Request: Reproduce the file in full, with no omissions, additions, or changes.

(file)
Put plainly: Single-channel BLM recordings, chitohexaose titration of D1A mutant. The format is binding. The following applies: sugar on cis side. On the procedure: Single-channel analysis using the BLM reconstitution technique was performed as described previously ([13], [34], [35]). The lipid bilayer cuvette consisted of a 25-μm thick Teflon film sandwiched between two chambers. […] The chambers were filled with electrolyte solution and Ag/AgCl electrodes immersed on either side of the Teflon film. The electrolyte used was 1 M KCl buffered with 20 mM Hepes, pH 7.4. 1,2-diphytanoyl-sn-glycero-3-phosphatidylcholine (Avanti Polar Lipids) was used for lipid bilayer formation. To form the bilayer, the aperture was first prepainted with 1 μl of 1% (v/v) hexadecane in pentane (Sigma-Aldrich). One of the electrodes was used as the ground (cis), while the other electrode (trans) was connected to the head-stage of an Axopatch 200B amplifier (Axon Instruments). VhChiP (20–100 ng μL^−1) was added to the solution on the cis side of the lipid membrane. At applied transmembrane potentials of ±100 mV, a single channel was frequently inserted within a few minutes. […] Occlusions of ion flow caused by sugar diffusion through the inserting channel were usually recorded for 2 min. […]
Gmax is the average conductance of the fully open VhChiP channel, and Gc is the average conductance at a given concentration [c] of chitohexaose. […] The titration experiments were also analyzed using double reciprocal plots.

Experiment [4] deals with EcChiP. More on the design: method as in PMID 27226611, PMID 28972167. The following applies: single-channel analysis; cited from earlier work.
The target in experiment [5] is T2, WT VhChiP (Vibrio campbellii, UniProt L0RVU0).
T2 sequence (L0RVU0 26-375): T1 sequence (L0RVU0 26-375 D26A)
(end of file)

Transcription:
Put plainly: Single-channel BLM recordings, chitohexaose titration of D1A mutant. The format is binding. The following applies: sugar on cis side. On the procedure: Single-channel analysis using the BLM reconstitution technique was performed as described previously ([13], [34], [35]). The lipid bilayer cuvette consisted of a 25-μm thick Teflon film sandwiched between two chambers. […] The chambers were filled with electrolyte solution and Ag/AgCl electrodes immersed on either side of the Teflon film. The electrolyte used was 1 M KCl buffered with 20 mM Hepes, pH 7.4. 1,2-diphytanoyl-sn-glycero-3-phosphatidylcholine (Avanti Polar Lipids) was used for lipid bilayer formation. To form the bilayer, the aperture was first prepainted with 1 μl of 1% (v/v) hexadecane in pentane (Sigma-Aldrich). One of the electrodes was used as the ground (cis), while the other electrode (trans) was connected to the head-stage of an Axopatch 200B amplifier (Axon Instruments). VhChiP (20–100 ng μL^−1) was added to the solution on the cis side of the lipid membrane. At applied transmembrane potentials of ±100 mV, a single channel was frequently inserted within a few minutes. […] Occlusions of ion flow caused by sugar diffusion through the inserting channel were usually recorded for 2 min. […]
Gmax is the average conductance of the fully open VhChiP channel, and Gc is the average conductance at a given concentration [c] of chitohexaose. […] The titration experiments were also analyzed using double reciprocal plots.

Experiment [4] deals with EcChiP. More on the design: method as in PMID 27226611, PMID 28972167. The following applies: single-channel analysis; cited from earlier work.
The target in experiment [5] is T2, WT VhChiP (Vibrio campbellii, UniProt L0RVU0).
T2 sequence (L0RVU0 26-375): T1 sequence (L0RVU0 26-375 D26A)